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Discharge Instructions for Infective Endocarditis (IE)

You have been diagnosed with infective endocarditis (IE). This is an infection of the lining of the heart or of the heart valves. It happens when bacteria or other germs enter the bloodstream and go to the heart. The germs then cause infection in the heart. The germs can enter your bloodstream in a number of ways. It may happen during a dental procedure. It can happen through a cut. Or the germs can come from an infection elsewhere in the body. Your infection was treated in the hospital with strong antibiotics or other medicines through an IV (intravenous) line. This is a very serious infection and can be life-threatening if not properly managed and cared for.

At home

  • You may need to continue IV therapy for up to 6 weeks at home. A long-term IV line is often put in before you leave the hospital. You will be given more instructions before you leave the hospital. Make sure to ask any questions you have. Your healthcare team will determine how long you should be on antibiotics (or other medicines) and how often you should have follow-up testing.

  • Take the antibiotics until they are all gone. Take them even if you feel better. They treat the infection and prevent it from returning.

  • Don't drive until your healthcare provider says it’s OK.

  • Take good care of your teeth and mouth. Brush your teeth after meals. Floss as directed.

  • Visit your dentist every  6 months. Dental infection is a risk factor for bacterial endocarditis. See your dentist immediately if you have a toothache or abscess.

  • You might need to take an antibiotic before dental visits. Ask your healthcare provider for more information.

  • Tell your healthcare provider about all infections you have, even small ones.

  • Take good care of yourself. Get regular exercise and eat a healthy diet. Ask your healthcare provider for help as needed.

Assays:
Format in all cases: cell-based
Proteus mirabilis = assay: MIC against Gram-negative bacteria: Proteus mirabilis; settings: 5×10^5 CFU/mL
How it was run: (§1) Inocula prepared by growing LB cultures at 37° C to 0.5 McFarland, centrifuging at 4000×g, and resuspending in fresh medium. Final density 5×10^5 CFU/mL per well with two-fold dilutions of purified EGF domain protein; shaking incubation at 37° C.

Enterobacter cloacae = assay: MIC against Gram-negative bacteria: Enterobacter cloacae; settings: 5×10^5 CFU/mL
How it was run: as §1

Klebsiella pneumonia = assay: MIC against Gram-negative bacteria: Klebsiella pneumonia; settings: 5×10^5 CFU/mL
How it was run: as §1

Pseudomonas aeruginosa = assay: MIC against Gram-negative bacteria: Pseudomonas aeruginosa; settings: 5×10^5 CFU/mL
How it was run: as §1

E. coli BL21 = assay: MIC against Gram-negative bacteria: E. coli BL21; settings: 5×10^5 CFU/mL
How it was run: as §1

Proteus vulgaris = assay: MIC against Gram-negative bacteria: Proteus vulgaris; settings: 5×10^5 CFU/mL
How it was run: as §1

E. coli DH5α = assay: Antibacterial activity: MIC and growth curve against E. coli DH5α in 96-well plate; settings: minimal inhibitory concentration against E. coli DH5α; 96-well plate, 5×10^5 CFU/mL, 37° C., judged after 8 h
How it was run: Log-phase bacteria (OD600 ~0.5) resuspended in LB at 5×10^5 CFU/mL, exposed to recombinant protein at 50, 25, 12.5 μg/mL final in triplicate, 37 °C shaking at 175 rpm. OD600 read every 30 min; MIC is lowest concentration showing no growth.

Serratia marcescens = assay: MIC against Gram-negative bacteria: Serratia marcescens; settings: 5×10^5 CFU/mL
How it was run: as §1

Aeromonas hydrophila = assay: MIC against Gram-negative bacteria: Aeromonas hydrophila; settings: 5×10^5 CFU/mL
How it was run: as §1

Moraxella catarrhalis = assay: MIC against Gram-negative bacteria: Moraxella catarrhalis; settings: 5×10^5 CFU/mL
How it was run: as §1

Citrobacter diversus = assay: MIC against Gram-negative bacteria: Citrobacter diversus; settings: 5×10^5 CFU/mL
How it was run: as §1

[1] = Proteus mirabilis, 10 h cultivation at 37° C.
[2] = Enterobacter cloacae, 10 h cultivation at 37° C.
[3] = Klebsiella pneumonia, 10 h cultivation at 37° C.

• Stop smoking.

  • If you use IV drugs, stop using them right away and tell your provider.

  • Be careful to get correct treatment of any open cuts that develop.

Follow-up care

Make a follow-up appointment as directed. You will need to follow up with an infectious disease doctor as well as a cardiologist and possibly a heart surgeon.

When to call your healthcare provider

Call your healthcare provider right away if you have any of the following:

  • Fever of  100.4°F ( 38.0°C) or higher, or as directed by your provider

  • Sweats

  • Bloody urine 

  • Return of symptoms such as loss of appetite, weight loss, paleness, headache, or weakness

  • Lightheadedness that comes back again and again

  • Spots on your fingernails, fingertips, whites of the eyes, or other parts of your skin

Call 911

Call 911 if you have:

  • Chest pain or shortness of breath

  • Severe belly (abdominal) or side pain

  • Fainting

  • Fluttering heartbeat (palpitations)

  • Symptoms of a stroke, such as trouble speaking or the inability to move one side of your body or your face

Online Medical Reviewer: Callie Tayrien RN MSN
Online Medical Reviewer: Stacey Wojcik MBA BSN RN
Online Medical Reviewer: Steven Kang MD
Date Last Reviewed: 9/1/2022
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